In real life: Good luck getting rid of that dust

No one on TV ever seems to acknowledge the sheer amount of cleaning required after demolition. Every strike of the hammer produces a snowstorm of dust. And if you have an older home with plaster walls, which are notorious for making a mess, it’s more like an avalanche.

“Sometimes the demo dust can get so overwhelming that a full face mask is required,” says Jaclyn Isaac, a decorator in Jersey City, NJ.

Expect to do a lengthy scrub of the space afterward—especially if you forgot to cover everything with tarp. And don’t be surprised if that still doesn’t do the trick: When we began renovating our 1950s bungalow, the plaster dust stuck around in tiny corners for eons.

On TV: Demo day is a 5-minute montage

In real life: Demolition takes for-ev-er

TV makes it look like two people can tear down a few walls in an afternoon. But remember: The camera’s typically rolling only when the talent’s on set. And “work doesn’t stop when the camera shuts off,” Toumbakaris says.

What’s ultimately condensed into a short segment might take weeks in real life. Plus, the TV shows have the benefit of help—and lots of it.

“There are supporting crews all the time.” Toumbakaris says. “I am not going to demolish an apartment by myself. It’s impossible to renovate a kitchen in a day.”

On TV: There’s a solution for any problem

In real life: Sometimes there is no (easy) solution

There’s a recurring arc in most of these shows: A problem is discovered (oh no!). A plan is hatched (what shall we do?!). Finally, a convenient phone call is placed, and everything is A-OK.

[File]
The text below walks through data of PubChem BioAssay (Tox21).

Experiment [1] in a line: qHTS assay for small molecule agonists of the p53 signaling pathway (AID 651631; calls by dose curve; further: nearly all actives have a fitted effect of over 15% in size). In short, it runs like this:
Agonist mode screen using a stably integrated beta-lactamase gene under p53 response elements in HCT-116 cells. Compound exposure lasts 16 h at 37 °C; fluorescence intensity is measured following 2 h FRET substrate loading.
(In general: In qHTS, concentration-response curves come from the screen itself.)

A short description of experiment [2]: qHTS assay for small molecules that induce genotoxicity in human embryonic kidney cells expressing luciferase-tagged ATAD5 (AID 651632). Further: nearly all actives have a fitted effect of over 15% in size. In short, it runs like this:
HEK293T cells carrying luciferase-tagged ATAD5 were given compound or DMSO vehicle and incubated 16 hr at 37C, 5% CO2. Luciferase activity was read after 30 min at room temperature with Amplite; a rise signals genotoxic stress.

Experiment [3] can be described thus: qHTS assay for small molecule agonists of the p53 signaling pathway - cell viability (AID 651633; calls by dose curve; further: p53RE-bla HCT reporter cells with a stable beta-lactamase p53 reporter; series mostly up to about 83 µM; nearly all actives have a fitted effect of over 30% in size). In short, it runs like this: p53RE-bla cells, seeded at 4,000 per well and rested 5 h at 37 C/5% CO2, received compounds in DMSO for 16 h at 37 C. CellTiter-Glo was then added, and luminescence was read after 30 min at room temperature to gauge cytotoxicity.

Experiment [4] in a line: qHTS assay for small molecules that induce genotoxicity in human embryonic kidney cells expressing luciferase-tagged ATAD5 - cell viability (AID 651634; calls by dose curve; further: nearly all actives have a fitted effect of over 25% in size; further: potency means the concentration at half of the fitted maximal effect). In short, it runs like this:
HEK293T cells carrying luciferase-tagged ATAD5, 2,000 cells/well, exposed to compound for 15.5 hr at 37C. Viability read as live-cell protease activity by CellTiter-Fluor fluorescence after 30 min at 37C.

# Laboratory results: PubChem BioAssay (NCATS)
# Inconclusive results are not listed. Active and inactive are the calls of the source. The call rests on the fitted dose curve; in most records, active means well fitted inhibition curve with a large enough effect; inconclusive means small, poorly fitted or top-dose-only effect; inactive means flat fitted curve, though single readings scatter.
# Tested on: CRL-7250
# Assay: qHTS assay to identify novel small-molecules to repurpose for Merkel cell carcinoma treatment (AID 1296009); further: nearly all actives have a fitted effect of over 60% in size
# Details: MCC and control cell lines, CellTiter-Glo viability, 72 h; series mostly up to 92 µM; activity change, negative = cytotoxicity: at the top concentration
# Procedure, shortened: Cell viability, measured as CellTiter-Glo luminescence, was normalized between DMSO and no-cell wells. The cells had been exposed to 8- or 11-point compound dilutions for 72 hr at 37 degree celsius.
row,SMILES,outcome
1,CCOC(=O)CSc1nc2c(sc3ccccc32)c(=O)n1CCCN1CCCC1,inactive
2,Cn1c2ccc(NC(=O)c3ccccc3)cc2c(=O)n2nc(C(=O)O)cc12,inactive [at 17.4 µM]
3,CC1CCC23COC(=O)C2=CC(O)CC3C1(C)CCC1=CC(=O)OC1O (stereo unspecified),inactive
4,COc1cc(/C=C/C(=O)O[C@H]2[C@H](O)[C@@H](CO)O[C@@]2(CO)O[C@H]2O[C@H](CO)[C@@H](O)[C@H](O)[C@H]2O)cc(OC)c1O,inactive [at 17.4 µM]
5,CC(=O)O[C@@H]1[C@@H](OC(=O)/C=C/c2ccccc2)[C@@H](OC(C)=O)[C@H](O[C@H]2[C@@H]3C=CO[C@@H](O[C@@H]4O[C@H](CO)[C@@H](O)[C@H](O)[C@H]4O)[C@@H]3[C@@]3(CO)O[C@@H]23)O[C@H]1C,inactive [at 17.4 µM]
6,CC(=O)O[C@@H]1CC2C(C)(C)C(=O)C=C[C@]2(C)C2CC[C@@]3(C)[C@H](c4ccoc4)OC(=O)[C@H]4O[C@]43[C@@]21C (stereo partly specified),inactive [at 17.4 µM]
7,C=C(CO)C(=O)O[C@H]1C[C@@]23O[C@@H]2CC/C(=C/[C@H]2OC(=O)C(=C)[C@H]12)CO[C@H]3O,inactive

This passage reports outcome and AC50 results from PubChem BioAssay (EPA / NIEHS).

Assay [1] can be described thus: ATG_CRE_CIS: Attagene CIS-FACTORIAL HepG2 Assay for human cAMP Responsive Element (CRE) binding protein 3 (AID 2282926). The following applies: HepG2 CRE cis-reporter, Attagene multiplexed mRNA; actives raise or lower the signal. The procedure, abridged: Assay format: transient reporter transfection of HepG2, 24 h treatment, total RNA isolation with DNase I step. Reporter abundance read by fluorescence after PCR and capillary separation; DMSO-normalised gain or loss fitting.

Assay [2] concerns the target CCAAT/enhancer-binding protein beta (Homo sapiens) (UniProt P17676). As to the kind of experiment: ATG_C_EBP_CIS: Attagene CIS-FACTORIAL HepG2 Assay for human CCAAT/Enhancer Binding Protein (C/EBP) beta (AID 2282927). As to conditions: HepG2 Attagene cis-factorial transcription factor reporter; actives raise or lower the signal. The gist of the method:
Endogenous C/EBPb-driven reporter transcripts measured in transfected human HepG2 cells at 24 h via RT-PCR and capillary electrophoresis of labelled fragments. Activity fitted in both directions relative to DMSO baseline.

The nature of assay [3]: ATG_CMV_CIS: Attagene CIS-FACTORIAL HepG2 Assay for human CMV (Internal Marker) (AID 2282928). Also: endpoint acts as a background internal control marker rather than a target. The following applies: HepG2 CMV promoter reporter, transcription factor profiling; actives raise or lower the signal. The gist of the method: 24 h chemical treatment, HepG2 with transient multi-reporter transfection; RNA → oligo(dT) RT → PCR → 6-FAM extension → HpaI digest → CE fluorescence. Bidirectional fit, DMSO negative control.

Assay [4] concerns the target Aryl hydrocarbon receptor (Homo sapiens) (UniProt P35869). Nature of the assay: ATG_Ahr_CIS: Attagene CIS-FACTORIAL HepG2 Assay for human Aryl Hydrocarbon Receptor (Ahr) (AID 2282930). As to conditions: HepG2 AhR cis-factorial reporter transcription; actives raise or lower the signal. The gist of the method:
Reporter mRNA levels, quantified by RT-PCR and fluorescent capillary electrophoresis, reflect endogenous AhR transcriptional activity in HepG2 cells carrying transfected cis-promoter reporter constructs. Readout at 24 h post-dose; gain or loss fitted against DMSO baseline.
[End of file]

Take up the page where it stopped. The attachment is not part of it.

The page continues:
But in real life, you might not have anyone to solve the problem—except yourself.

New Yorker Sara Gorelick was renovating her 1950s home when she discovered how difficult wallpaper is to remove.

“I tried every possible way to get it off,” she says. “After a few hours, I was only able to get a few inches off. By the end, we literally took the walls down to the studs and put up new Sheetrock.”

On TV: Everything is so! dramatic!

In real life: Demolition can be dull

Ever noticed how Chip Gaines gets so giddy before a demo day?

“There is something about demolition that is very exciting for an audience,” Toumbakaris says. “People are smashing things, the hammer makes noise … there might even be a little blood. Producers put a big emphasis on anything that’s being hammered.”

But once you, the homeowner, start demolition, you might find it much less exciting. (See: stripped screws.) Unless you’re ripping out everything, studs to nails, you might find yourself dealing with finicky details for hours at a time.

On TV: Decisions are made on the fly

In real life: Prepare for endless deliberation

When you’re working on a TV timeline, decisions must be made quickly. Want a backsplash? You have two days to decide. New sink? Get it done now.

In real life, prepare to spend a long time on each decision.

“I have clients who went through 25 different faucets when we designed their kitchen,” Toumbakaris says. “On TV, you have to pick the damn faucet because it needs to get installed in five minutes.”

Home renovation shows provide fodder for design inspiration. But don’t take everything they say literally—or demolition day could end up disappointing you.